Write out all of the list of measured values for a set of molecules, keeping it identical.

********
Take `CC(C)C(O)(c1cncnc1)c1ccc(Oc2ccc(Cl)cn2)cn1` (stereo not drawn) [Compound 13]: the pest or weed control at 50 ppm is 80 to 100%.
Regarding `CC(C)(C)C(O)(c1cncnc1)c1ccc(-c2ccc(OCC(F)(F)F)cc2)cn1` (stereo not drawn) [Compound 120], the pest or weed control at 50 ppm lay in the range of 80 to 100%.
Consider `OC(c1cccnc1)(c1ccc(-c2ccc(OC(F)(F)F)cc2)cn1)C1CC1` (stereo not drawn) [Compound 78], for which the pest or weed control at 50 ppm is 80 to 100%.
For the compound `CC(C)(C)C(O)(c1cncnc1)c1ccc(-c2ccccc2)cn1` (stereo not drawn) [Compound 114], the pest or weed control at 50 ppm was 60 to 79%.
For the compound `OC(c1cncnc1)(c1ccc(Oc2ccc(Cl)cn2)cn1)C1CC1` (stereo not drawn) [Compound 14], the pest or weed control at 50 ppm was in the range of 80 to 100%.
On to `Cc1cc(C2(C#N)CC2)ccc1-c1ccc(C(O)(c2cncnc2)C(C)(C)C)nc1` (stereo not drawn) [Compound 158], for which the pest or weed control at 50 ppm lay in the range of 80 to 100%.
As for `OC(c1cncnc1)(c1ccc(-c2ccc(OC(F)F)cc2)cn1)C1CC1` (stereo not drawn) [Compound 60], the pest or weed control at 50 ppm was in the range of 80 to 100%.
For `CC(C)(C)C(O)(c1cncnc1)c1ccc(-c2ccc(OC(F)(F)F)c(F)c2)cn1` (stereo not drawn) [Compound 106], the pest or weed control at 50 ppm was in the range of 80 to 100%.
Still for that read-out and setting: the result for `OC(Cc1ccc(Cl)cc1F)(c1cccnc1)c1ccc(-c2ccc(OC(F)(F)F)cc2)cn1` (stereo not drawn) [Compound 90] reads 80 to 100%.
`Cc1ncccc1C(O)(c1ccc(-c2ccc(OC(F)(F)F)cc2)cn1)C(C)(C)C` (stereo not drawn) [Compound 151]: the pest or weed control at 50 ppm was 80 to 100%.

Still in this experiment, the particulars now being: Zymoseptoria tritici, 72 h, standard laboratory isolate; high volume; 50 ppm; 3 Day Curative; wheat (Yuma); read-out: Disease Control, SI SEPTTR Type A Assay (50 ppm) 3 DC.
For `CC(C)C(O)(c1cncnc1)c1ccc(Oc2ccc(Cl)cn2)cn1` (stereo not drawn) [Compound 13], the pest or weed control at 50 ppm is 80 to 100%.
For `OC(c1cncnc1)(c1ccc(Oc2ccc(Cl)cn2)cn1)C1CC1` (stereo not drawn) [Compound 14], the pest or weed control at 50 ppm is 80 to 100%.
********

Take `CC(C)C(O)(c1cncnc1)c1ccc(Oc2ccc(Cl)cn2)cn1` (stereo not drawn) [Compound 13]: the pest or weed control at 50 ppm is 80 to 100%.
Regarding `CC(C)(C)C(O)(c1cncnc1)c1ccc(-c2ccc(OCC(F)(F)F)cc2)cn1` (stereo not drawn) [Compound 120], the pest or weed control at 50 ppm lay in the range of 80 to 100%.
Consider `OC(c1cccnc1)(c1ccc(-c2ccc(OC(F)(F)F)cc2)cn1)C1CC1` (stereo not drawn) [Compound 78], for which the pest or weed control at 50 ppm is 80 to 100%.
For the compound `CC(C)(C)C(O)(c1cncnc1)c1ccc(-c2ccccc2)cn1` (stereo not drawn) [Compound 114], the pest or weed control at 50 ppm was 60 to 79%.
For the compound `OC(c1cncnc1)(c1ccc(Oc2ccc(Cl)cn2)cn1)C1CC1` (stereo not drawn) [Compound 14], the pest or weed control at 50 ppm was in the range of 80 to 100%.
On to `Cc1cc(C2(C#N)CC2)ccc1-c1ccc(C(O)(c2cncnc2)C(C)(C)C)nc1` (stereo not drawn) [Compound 158], for which the pest or weed control at 50 ppm lay in the range of 80 to 100%.
As for `OC(c1cncnc1)(c1ccc(-c2ccc(OC(F)F)cc2)cn1)C1CC1` (stereo not drawn) [Compound 60], the pest or weed control at 50 ppm was in the range of 80 to 100%.
For `CC(C)(C)C(O)(c1cncnc1)c1ccc(-c2ccc(OC(F)(F)F)c(F)c2)cn1` (stereo not drawn) [Compound 106], the pest or weed control at 50 ppm was in the range of 80 to 100%.
Still for that read-out and setting: the result for `OC(Cc1ccc(Cl)cc1F)(c1cccnc1)c1ccc(-c2ccc(OC(F)(F)F)cc2)cn1` (stereo not drawn) [Compound 90] reads 80 to 100%.
`Cc1ncccc1C(O)(c1ccc(-c2ccc(OC(F)(F)F)cc2)cn1)C(C)(C)C` (stereo not drawn) [Compound 151]: the pest or weed control at 50 ppm was 80 to 100%.

Still in this experiment, the particulars now being: Zymoseptoria tritici, 72 h, standard laboratory isolate; high volume; 50 ppm; 3 Day Curative; wheat (Yuma); read-out: Disease Control, SI SEPTTR Type A Assay (50 ppm) 3 DC.
For `CC(C)C(O)(c1cncnc1)c1ccc(Oc2ccc(Cl)cn2)cn1` (stereo not drawn) [Compound 13], the pest or weed control at 50 ppm is 80 to 100%.
For `OC(c1cncnc1)(c1ccc(Oc2ccc(Cl)cn2)cn1)C1CC1` (stereo not drawn) [Compound 14], the pest or weed control at 50 ppm is 80 to 100%.